Bryn Mawr Classical Review

Bryn Mawr Classical Review 2006.08.17

Riggs Alden Smith, The Primacy of Vision in Virgil's Aeneid.   Austin, TX:  University of Texas Press, 2005.  Pp. xviii, 254.  ISBN 0-292-70657-X.  $45.00.  

Reviewed by Stephen Harrison, Corpus Christi College, Oxford (

Alden Smith (S.) is well known to Anglophone Virgilian scholars for his earlier Poetic Allusion and Poetic Embrace in Ovid and Virgil (1997) and for his energetic leadership in the U.S. Vergilian Society. In this book he addresses the issue of how Virgil uses 'vision and visual perspectives to suggest the thoughts and motives of his characters ' (2). His topic picks up on recent emphasis on the function of visual imagery in Augustan culture in the work of Zanker and Galinsky and current interest in the visual aspects of Virgil's narrative in the Aeneid through such features as ekphrasis and in the presentation of the gaze in Roman literature. The book follows a large cultural hypothesis that the Augustan period in general showed a shift from republican oral culture to imperial visual culture, and that the Aeneid is at one with Augustan monumental iconography in stressing the persuasive power of seeing rather than speaking: this has some plausibility, though as with all generalisations of such scale exceptions can be found. S. also deploys as a key idea Merleau-Ponty's concept of the 'voyant-visible', 'the one who sees and is seen', and rightly argues that the key characters of the Aeneid are stressed as both subjects and objects of perception. As with S.'s use of Martin Buber in his previous book, this can be seen as the theoretical icing for a more conventional critical cake, which contains many valuable points about vision and visuality in the Aeneid.

The introductory chapter (1-23) lays out this framework in some detail and presents the central idea that the poem's position changes from the initial co-operation of words and vision in Aeneas' initial appearance, climaxing in the defeat of Turnus' oral plea for mercy by Aeneas' decision to kill him after seeing the sword-belt of Pallas: 'At the opening of the Aeneid, vision complements and fulfils the words of the speaker ... by the poem's midpoint, vision has moved to a position distinctly opposed to oratory; during the poem's final scene, vision chiefly motivates the action of Aeneas within the narrative in such a way as to suggest that rhetoric has lost its effect'. This general case, perhaps over-schematic but certainly persuasive in its account of the end of the poem, is backed up by four main chapters.

In the first (24-59), S. looks at the role of the gods, arguing that the gods generally communicate visually and that their visual interventions are a key motor in the plot of the poem. Gods can appear in deceptive guise, as revealed deities, or in the form of future divinities such as Augustus. Divine deceptions such as Venus' appearance to Aeneas as a huntress in Carthage in Book 1 are well examined (one might add that Aeneas is here being 'warmed up' for erotic interest in the huntress Dido, albeit by his own mother); the divine relevations of Tiber/Aeneas at the beginning of Book 8 and Iris/Turnus at the beginning of Book 9 are well taken together as book-initiating triggers of action. The treatment of Augustus as 'a god in the midst' (51-9) makes good points about the appearances of the princeps in the poem; in particular, S. acutely points out that just as Aeneas sees the fatal and symbolic image of the Danaids on Pallas' sword-belt worn by Turnus, so Turnus sees the image of the triumphant Augustus on the shield of Aeneas during the final duel: 'Augustus ... is visible and present in the Aeneid and is a symbol of victory in the poem's final scene' (58).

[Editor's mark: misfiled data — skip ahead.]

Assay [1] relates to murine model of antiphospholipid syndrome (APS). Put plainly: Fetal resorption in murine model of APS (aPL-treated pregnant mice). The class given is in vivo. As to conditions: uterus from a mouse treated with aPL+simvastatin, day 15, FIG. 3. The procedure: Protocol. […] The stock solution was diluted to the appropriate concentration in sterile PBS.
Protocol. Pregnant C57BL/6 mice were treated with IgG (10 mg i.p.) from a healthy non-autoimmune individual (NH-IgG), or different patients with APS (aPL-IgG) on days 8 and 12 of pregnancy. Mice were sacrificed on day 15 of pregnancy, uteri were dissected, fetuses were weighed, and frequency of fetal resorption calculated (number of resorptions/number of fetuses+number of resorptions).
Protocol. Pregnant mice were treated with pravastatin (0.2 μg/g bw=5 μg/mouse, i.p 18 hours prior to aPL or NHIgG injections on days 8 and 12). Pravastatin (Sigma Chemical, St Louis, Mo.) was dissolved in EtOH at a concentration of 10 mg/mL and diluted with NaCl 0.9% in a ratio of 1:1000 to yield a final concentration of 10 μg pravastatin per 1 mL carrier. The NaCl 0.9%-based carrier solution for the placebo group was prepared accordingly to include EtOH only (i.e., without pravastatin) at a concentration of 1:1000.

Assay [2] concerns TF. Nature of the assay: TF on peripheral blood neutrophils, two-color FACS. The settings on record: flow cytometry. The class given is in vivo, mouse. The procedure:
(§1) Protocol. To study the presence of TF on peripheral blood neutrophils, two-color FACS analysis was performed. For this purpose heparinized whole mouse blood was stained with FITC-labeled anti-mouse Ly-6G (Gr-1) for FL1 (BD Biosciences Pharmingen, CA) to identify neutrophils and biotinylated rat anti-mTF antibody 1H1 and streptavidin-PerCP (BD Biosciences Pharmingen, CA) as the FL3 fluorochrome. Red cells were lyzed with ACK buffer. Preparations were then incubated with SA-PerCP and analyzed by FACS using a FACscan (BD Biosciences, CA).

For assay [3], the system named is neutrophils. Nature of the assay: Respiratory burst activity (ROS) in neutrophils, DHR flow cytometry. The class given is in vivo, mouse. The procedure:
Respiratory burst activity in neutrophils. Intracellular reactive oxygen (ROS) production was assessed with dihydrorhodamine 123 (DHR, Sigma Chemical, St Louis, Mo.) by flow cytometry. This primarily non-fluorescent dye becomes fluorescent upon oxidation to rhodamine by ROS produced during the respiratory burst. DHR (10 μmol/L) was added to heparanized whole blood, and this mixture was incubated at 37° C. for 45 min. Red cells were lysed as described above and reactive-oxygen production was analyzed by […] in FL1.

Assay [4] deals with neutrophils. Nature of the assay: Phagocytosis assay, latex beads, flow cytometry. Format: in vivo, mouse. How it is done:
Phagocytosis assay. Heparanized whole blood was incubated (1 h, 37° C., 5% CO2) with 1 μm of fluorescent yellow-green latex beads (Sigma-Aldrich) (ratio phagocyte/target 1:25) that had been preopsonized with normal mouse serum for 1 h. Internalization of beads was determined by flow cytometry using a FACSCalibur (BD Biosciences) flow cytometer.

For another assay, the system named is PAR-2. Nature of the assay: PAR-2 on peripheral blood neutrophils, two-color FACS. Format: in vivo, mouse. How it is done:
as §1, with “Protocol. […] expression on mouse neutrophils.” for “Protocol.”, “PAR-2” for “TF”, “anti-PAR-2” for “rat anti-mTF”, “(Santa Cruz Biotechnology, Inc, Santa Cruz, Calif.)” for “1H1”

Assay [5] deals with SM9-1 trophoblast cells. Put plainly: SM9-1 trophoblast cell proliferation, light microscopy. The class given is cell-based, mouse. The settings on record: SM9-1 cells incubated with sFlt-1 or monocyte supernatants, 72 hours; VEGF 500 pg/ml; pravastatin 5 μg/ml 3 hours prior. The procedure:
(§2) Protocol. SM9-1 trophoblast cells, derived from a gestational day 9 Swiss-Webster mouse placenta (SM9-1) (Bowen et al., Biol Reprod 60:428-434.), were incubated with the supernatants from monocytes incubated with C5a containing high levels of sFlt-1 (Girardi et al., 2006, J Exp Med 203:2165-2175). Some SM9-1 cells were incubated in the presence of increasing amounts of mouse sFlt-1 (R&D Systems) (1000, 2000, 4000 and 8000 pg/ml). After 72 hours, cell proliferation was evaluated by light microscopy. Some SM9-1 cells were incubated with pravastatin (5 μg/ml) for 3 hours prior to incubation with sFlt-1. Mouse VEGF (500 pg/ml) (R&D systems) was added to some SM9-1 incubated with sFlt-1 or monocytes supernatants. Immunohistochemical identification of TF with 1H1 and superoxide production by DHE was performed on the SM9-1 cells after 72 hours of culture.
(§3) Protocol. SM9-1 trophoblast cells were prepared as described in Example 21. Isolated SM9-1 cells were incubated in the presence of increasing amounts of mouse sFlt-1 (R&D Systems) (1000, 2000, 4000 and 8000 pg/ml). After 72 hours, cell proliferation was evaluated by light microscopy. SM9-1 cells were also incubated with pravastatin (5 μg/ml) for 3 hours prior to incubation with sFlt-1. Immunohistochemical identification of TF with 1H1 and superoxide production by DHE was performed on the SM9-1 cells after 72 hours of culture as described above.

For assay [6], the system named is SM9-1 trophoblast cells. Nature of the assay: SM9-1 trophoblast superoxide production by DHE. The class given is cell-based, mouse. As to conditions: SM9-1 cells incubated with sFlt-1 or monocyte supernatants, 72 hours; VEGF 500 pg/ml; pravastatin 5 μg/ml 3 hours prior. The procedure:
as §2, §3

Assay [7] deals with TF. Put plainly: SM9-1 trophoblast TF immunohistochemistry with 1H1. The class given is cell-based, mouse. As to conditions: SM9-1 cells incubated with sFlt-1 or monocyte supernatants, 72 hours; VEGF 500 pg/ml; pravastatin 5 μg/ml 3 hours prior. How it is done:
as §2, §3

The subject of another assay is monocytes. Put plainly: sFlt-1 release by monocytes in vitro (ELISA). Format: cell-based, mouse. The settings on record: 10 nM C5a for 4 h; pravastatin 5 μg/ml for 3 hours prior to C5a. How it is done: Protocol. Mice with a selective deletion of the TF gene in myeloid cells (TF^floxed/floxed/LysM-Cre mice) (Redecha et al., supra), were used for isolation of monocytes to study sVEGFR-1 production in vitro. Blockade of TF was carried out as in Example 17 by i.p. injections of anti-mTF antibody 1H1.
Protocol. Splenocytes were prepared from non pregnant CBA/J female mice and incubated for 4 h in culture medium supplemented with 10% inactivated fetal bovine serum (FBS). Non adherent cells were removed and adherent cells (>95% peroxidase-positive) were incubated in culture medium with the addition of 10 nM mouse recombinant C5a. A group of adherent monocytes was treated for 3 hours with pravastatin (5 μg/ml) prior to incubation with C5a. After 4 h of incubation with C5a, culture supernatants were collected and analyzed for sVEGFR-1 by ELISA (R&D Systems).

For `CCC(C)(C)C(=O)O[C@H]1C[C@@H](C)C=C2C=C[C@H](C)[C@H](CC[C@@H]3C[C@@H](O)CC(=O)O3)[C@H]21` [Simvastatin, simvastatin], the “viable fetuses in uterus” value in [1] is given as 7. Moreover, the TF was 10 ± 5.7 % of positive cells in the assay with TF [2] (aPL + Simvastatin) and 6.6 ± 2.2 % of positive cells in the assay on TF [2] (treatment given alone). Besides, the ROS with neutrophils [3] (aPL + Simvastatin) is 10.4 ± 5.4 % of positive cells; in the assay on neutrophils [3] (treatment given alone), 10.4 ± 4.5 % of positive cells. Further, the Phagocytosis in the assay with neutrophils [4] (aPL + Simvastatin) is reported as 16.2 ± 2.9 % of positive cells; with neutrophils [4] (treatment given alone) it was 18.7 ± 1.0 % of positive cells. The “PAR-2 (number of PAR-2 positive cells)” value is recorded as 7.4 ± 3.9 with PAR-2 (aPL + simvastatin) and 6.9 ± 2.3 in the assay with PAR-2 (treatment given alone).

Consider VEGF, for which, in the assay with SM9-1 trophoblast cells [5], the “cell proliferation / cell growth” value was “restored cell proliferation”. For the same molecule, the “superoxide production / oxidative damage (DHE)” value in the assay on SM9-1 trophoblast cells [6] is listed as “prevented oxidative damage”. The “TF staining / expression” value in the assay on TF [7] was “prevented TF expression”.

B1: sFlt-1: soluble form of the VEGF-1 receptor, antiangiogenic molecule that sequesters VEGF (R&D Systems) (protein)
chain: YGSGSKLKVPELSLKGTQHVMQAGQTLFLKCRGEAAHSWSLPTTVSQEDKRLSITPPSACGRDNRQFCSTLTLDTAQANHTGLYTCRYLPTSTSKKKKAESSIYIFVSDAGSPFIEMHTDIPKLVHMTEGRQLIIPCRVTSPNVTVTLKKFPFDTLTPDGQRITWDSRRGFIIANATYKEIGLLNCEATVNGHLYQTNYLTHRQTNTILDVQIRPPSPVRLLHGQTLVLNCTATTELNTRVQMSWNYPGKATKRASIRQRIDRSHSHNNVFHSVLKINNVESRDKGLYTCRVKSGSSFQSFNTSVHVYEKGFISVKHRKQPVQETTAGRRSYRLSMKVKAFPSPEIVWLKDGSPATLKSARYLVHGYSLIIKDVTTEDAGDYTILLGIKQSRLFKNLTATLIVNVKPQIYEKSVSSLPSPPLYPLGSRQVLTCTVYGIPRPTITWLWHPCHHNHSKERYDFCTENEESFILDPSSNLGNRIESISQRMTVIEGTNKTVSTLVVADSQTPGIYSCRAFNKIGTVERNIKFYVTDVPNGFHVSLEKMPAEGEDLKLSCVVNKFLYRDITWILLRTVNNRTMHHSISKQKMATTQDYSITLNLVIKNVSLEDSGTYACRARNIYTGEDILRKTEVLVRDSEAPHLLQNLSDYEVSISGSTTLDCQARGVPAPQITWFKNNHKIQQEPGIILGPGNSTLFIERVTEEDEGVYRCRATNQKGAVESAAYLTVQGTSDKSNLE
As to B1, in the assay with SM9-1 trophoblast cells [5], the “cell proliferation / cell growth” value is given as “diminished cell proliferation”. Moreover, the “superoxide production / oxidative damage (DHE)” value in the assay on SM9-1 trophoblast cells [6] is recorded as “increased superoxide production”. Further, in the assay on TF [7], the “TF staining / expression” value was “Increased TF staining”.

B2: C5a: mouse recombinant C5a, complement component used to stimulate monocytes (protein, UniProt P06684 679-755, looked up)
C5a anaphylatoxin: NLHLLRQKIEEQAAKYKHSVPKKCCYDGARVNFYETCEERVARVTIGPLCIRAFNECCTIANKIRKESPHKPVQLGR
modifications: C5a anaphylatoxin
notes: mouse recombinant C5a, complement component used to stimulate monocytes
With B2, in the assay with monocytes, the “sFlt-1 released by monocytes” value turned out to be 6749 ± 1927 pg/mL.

The second major chapter (60-96) looks at 'vision past and future', arguing that 'visions from the past deepen a character's understanding of the present and can even anticipate that character's vision of the future' (60). The visions of Hector in Book 2 and the Penates in Book 3 are neatly paired as occasions where 'vision surpasses words' (61): in both cases Aeneas is vouchsafed the truth through a vision (though in the first of course he famously fails to take it in). The interpretation of Aeneas' vision of the dead Creusa at the end of Book 2 as presenting 'the image of the mother he never had' (82) is splendid, especially since (as S. points out) the failed embrace of husband and wife picks up that of Odysseus and Anticleia in the Odyssean underworld. In the Virgilian underworld S. plausibly argues that 'vision has allowed Aeneas to contemplate both past and future' (82), but his assertion that in the Show of Heroes images surpass words is questionable (these figures surely mean nothing without Anchises' commentary). S. picks up on Anchises' famous rejection of oratory as inferior to ruling and argues it is a devaluation of Roman rhetoric, but surely Greek not Roman rhetoric is meant here: for Virgil as even for Cicero the Greeks were admittedly superior in speaking, and for Romans as for Homeric heroes actions speak louder than words. S. might also have said more here about the Roman tradition of inspiring historical and ethical exempla in both visual and literary/rhetorical form, central for Augustus himself and the key idea of his Forum Augustum (cf. Suet. Div.Aug. 31.5). The account of the site of Rome presents its clear interplay and blending of past, present and future vision, and has some good details (e.g. on the prophetic significance of Janus and the Porta Carmentalis, 91), but could have been more developed. The Shield of Aeneas is no doubt omitted in this chapter as S. gave an account of it in his 1997 book (171-88).